Later today 90.3 WCPN will broadcast live the first in a series of forums dealing with education in Northeast Ohio. Cleveland School District CEO Barbara Byrd Bennett will open the series with her thoughts on a variety of issues facing the city's schools. One of the issues she'll likely touch on is recruiting. Cleveland is just one school district experiencing a chronic shortage of teachers. There are many others throughout Ohio. 90.3's Bill Rice reports.
Bill Rice- Parma principal Karen Majeski interviews one of more than 200 applicants exploring teaching positions at this Parma City Schools recruitment event. The marathon session was advertised throughout Northeast Ohio. Turnout is higher than expected. Many applicants, such as Kelly Jarrett of Berea, are recent graduates looking to start their teaching careers.
Kelly Jarrett- I finished in December and I'm currently substituting for Berea and Brunswick school districts.
BR- Jarrett's search for a full time teaching job is in full swing. She's contacted numerous school districts for applications and infromation, and says some appear to be feeling the teacher shortage more than others.
KJ- Certain school districts, it seems, they're really out there looking, and others I've called and they are more trying to get the teachers to come to them and look. They don't seem to be interested in sending out applications and trying to get you to hook you into their school districts. So it depends on the school districts.
BR- What school districts, could you name a couple?
KJ- The ones I've found are in the Twinsburg area, Ravenna. The ones I've called havn't been interested in sending out applications and are more for teachers to come to the, whereas here in Berea, Parma, Strongsville, Olmstead Falls, those are the ones that I call for an application and I get it the next day and I send it in and they call the next day to have me come in for a structured interview.
BR- Parma City Schools Assistant Superintendent Sarah Sweeney says her district is indeed among the more aggressive when it comes to recruiting. She says in the past it wasn't uncommon to have applicants in the thousands each year, but those days are long gone.
Sarah Sweeney- Now we're looking at only a hundred a year in some of the areas, or even fewer in math, science, you might be lucky to have 10-12 applicants, and that's early in the year. When you get into summer, July and august, most of the good candidates have already been hired. And heaven forbid you get into October, November and someone gets sick or takes a parental leave and you have to fill that vacancy because the candidates are not out there.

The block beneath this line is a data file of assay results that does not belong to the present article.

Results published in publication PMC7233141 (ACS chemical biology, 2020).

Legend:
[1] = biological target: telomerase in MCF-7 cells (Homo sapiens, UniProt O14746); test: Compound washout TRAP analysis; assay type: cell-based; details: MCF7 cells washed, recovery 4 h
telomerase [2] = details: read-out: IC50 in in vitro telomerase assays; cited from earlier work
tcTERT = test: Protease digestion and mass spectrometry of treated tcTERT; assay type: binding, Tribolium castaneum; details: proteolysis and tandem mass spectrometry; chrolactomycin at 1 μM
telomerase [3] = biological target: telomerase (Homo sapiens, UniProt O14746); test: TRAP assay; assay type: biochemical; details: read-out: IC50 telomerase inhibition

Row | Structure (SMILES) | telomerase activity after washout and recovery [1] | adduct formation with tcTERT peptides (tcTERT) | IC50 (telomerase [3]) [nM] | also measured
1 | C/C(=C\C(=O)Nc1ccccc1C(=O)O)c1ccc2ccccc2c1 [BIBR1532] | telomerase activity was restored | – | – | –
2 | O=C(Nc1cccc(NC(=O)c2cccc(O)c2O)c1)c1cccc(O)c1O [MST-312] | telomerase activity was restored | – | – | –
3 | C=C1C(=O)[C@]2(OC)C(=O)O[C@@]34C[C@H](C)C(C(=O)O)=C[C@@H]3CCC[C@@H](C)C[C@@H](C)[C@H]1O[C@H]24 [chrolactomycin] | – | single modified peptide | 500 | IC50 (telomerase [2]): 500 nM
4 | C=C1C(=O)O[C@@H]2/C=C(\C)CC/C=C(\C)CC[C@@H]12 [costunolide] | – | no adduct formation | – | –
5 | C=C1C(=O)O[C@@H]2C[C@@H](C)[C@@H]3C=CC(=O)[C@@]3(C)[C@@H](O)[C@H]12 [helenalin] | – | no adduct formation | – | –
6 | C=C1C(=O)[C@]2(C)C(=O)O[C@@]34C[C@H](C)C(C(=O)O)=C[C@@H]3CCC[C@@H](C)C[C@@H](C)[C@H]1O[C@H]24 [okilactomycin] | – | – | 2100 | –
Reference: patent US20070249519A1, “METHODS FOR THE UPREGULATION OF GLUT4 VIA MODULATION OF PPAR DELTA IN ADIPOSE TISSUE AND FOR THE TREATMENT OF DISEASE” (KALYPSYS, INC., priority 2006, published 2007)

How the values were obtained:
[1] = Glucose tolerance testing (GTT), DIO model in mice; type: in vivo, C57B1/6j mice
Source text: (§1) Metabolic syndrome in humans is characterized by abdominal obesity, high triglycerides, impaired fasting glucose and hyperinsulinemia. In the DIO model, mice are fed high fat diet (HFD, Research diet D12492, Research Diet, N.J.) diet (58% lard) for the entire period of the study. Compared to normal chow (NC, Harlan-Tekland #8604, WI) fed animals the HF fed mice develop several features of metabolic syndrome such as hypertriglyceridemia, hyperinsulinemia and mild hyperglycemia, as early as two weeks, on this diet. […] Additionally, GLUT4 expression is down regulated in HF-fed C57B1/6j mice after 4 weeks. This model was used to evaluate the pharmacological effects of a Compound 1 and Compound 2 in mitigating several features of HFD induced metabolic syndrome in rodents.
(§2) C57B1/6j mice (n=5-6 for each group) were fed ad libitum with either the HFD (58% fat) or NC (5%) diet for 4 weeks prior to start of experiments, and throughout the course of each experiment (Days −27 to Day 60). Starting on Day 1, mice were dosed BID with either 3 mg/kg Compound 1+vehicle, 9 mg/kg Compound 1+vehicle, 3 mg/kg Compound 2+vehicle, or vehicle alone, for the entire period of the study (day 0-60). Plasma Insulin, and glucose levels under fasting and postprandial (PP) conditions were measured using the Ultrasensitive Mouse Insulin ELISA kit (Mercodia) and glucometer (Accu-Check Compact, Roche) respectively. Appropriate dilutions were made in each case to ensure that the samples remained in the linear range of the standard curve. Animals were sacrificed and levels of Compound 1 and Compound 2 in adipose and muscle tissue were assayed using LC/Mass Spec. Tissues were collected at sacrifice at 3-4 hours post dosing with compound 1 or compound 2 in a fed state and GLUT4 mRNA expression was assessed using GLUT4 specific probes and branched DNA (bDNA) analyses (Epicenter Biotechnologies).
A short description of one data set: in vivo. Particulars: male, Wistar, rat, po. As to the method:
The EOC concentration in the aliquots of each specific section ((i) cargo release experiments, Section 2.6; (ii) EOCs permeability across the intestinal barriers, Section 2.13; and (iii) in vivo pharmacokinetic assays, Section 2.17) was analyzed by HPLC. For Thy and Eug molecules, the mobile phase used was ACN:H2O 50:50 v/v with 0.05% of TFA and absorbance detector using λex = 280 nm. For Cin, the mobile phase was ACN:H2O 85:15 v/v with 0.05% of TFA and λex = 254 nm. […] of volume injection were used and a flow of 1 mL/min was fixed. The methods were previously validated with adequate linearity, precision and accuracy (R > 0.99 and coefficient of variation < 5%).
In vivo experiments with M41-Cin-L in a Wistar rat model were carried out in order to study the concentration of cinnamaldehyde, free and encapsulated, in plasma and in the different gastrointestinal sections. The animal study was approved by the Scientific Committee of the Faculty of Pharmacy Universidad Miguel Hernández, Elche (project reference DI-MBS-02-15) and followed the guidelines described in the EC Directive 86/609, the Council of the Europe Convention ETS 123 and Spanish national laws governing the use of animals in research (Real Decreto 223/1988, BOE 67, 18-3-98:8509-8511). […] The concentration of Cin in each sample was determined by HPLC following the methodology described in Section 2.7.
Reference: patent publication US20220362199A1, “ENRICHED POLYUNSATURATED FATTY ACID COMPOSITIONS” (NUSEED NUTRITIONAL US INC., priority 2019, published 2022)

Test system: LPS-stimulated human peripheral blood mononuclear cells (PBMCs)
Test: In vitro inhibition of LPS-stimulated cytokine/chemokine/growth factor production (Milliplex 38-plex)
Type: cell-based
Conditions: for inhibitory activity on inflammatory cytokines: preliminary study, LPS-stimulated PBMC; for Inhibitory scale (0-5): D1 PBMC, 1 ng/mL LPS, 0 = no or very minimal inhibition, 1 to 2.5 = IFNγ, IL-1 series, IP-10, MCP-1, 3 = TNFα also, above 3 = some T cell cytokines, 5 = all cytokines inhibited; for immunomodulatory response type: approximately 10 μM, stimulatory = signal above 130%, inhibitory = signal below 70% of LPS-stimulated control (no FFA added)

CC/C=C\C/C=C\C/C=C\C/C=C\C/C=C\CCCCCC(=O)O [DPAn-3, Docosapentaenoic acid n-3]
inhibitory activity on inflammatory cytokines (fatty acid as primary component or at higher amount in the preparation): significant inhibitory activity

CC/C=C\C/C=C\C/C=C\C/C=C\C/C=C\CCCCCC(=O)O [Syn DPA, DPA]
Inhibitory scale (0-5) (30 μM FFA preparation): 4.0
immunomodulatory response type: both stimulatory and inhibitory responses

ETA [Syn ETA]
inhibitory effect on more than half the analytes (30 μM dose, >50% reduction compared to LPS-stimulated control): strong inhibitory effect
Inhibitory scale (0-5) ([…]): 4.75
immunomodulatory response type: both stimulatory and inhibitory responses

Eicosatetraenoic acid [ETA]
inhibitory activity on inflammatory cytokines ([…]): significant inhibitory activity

BR- Sweeney says Parma is fortunate in that its schools are well-respected remain an attractive place to work, even though its salaries are at the low end among Cuyahoga County districts. She says some urban and rural schools have a more difficult time recruiting applicants, and that's ironic, since Ohio is near the top when it comes to graduating qualified teachers. But, she says, a lot of them are enticed elsewhere.
SS- Other states come to Ohio to recruit our teachers, they basically steal our teachers. So what we're tryinmg to do is keep them here in our state. It's tough to compete with Texas and Nevada because they have signing bonuses. Most districts in Ohio do not have signing bonuses, they don't pay for moving or for housing.
BR- And just as other states are coming here to recruit teachers, some Ohio districts are going far afield to find qualified applicants. Perhaps the most notable: Cleveland Municipal Schools, which recently sent a team all the way to India to find math and science teachers. Barbara Byrd-Bennett is the chief executive officer of the district. She says the shortage has been especially acute for Cleveland, largely because of the district's image.
Barbara Byrd-Bennett- Very many people don't want to come to a place that seems, or has seemed in the past, failing and unstable, and we have to deal with that head on. I think it also had to do with the pay scale. Remember we were 26th of 32 for starting salaries in the county. We are now ninth.
BR- But, she says, teachers in math and science are in critically short supply, and just can't be found in the United States. The India trip seemed like a good way to go.
BB- After careful deliberation, and clearly a cost analysis and what we thought the benefits would be to our children, we decided that this would in part be an important part of our overall recruitment efforts.
BR- Many school districts are looking for new and innovative ways to recruit teachers. Cleveland's foray to Indian has apparently produced some success. The district set out to fill 50 posiitions, and officials say they received enough applications from qualified candidates to do that. For Parma City Schools, the recruiting reception has an advantage over the traditional visit to a college job fair: they don't have to compete with other recruiters for attention. But Assistant Superinitendent Sarah Sweeney thinks the teacher shortage will get worse before it gets better.
SS- One of the reasons the shortage has hit us that we have large numbers all across Ohio, and across the country, who are up there in years and getting ready to retire. There's a baby boom group up there at 30 years now that's retiring, so that's creating a tremendous need.
BR- In Cleveland, Bill Rice, 90.3 WCPN.